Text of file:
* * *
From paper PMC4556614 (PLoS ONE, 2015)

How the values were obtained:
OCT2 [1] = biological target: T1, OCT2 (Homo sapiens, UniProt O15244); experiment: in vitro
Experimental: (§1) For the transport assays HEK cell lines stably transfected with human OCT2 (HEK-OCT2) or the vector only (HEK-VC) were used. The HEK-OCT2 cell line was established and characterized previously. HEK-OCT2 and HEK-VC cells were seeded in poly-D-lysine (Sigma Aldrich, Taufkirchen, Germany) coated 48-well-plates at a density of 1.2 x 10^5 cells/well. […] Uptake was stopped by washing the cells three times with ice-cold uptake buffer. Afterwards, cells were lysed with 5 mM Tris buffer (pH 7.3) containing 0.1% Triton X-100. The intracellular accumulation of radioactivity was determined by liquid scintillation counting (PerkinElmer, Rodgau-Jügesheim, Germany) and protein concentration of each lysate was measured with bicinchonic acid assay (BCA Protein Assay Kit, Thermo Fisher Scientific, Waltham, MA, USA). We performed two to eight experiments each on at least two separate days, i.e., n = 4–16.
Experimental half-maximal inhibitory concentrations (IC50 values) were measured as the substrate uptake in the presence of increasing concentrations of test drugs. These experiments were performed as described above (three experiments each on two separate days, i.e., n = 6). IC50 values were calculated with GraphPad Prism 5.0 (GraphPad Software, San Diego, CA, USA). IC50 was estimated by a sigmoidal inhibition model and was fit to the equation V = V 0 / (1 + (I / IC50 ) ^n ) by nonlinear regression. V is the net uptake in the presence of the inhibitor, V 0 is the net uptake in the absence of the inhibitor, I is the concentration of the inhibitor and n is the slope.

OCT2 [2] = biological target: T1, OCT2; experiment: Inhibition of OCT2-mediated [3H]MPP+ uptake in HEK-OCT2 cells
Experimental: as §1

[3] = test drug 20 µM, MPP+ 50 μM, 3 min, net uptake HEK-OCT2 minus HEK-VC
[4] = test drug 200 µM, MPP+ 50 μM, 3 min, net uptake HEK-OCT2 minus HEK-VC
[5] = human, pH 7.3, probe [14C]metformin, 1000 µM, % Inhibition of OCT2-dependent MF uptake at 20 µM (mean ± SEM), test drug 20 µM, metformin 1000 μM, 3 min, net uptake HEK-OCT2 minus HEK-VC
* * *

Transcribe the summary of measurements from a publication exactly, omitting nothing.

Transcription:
From paper PMC4556614 (PLoS ONE, 2015)

How the values were obtained:
OCT2 [1] = biological target: T1, OCT2 (Homo sapiens, UniProt O15244); experiment: in vitro
Experimental: (§1) For the transport assays HEK cell lines stably transfected with human OCT2 (HEK-OCT2) or the vector only (HEK-VC) were used. The HEK-OCT2 cell line was established and characterized previously. HEK-OCT2 and HEK-VC cells were seeded in poly-D-lysine (Sigma Aldrich, Taufkirchen, Germany) coated 48-well-plates at a density of 1.2 x 10^5 cells/well. […] Uptake was stopped by washing the cells three times with ice-cold uptake buffer. Afterwards, cells were lysed with 5 mM Tris buffer (pH 7.3) containing 0.1% Triton X-100. The intracellular accumulation of radioactivity was determined by liquid scintillation counting (PerkinElmer, Rodgau-Jügesheim, Germany) and protein concentration of each lysate was measured with bicinchonic acid assay (BCA Protein Assay Kit, Thermo Fisher Scientific, Waltham, MA, USA). We performed two to eight experiments each on at least two separate days, i.e., n = 4–16.
Experimental half-maximal inhibitory concentrations (IC50 values) were measured as the substrate uptake in the presence of increasing concentrations of test drugs. These experiments were performed as described above (three experiments each on two separate days, i.e., n = 6). IC50 values were calculated with GraphPad Prism 5.0 (GraphPad Software, San Diego, CA, USA). IC50 was estimated by a sigmoidal inhibition model and was fit to the equation V = V 0 / (1 + (I / IC50 ) ^n ) by nonlinear regression. V is the net uptake in the presence of the inhibitor, V 0 is the net uptake in the absence of the inhibitor, I is the concentration of the inhibitor and n is the slope.

OCT2 [2] = biological target: T1, OCT2; experiment: Inhibition of OCT2-mediated [3H]MPP+ uptake in HEK-OCT2 cells
Experimental: as §1

[3] = test drug 20 µM, MPP+ 50 μM, 3 min, net uptake HEK-OCT2 minus HEK-VC
[4] = test drug 200 µM, MPP+ 50 μM, 3 min, net uptake HEK-OCT2 minus HEK-VC
[5] = human, pH 7.3, probe [14C]metformin, 1000 µM, % Inhibition of OCT2-dependent MF uptake at 20 µM (mean ± SEM), test drug 20 µM, metformin 1000 μM, 3 min, net uptake HEK-OCT2 minus HEK-VC